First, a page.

Monday, February 05, 2007

FEMALE ON THE FLOOR! Leaving on a Jet Plane

There of course, was always something missing in her life. It had nothing to do with PFC Austin, nor did it have anything to do with De’on, but it had everything to do with “Momma.” Momma missed Aaron every moment of her life. She understood he was safe and well provided for. She knew how much he was loved by his dad and their family in California. Her head acknowledged all was for the best. But words between mother and son were never spoken regarding the living arrangements. It was accepted, but there was always a dread somewhat of something unspoken. No matter how long the leaves, ten days or thirty days, their time together would be terminated. The end hung over them from the beginning. Aaron would place the final brick in the “wall” the last night of her leave. He didn’t want to sleep with her, but with his dad. She’d depart early the next morning, alone, while the rest of the house slept and perhaps dreamed.

After a while, the deep pain started its new scar, and work and obligation and faith in goodness and God rocked her to sleep at night, left her rested and ready for a new day’s challenges. Things were different every day. The work shifted from mental to physical at just the right pace. Her job never bored her. And soon enough, new plans for the next visit with Aaron and with her family commence once again. Something to look forward to. Dead the dread. Transformation, anticipation. Somehow seasons pass.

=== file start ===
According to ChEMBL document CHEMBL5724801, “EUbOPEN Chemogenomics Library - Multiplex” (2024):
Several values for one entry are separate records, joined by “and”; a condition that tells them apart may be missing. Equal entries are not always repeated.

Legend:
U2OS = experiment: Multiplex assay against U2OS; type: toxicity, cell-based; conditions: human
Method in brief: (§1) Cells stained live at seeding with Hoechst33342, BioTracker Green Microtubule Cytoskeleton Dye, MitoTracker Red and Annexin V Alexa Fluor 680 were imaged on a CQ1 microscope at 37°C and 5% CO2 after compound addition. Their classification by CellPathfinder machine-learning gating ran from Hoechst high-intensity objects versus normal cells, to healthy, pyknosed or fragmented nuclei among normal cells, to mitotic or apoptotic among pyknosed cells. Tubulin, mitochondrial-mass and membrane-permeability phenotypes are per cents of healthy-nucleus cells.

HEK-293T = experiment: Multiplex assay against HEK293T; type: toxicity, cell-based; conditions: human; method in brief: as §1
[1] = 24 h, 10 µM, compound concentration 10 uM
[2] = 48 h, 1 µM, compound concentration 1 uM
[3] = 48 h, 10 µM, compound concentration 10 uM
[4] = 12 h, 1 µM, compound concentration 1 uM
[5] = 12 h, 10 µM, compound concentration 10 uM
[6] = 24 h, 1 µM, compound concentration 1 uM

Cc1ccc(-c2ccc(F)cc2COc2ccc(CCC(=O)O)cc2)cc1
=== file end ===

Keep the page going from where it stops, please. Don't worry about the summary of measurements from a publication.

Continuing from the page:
Though the phantoms of torn hope and time and miles lay between them, mother and son, mercifully, as it was now, was not how it’d always been. Aaron was, after all, her answer-to-prayer-perfect-son. For eight weeks she’d nursed him at her breast. For three years he’d slept next to her. He was an attachment to her body, had his mother trained to just his liking, except when she had to work, which in the end cemented the decision of his residence before he was four.

Only one deficient daycare was open at five-thirty in the morning, not to mention the drive from Littlefield to Lubbock. Getting up at 3:30 in the morning to start one’s little day was less than desirable for the three-year-old when compared with normal schedules and pre-schools provided by Aaron’s dad, aunt and grandparents.

Three years together was not lost on mother and son, and could De’on have known the future, she might see that though she’d miss the first time he tied his shoelaces or rode without training wheels, she would remain an enormous part of his life, and then raise him once again, maybe had she known these truths, she might have rested. She might have thought that it was for the very best after all; the way he lived here then there. A child with no real home or too many homes; two sets of families raised him as their own, as an only child by each. The situation had its benefits for her son, there could be no denying that, but too, the questions and pain were, after all, every bit as real.

As life sometimes has it, De’on fretted over things she shouldn’t and let go the things she’d do well to keep an eye on. One such example was the day she ran PT around the hospital and Kovieter, the PFC she worked with, hollered out to her on her way past, “Hey Austin, you came up on levy!”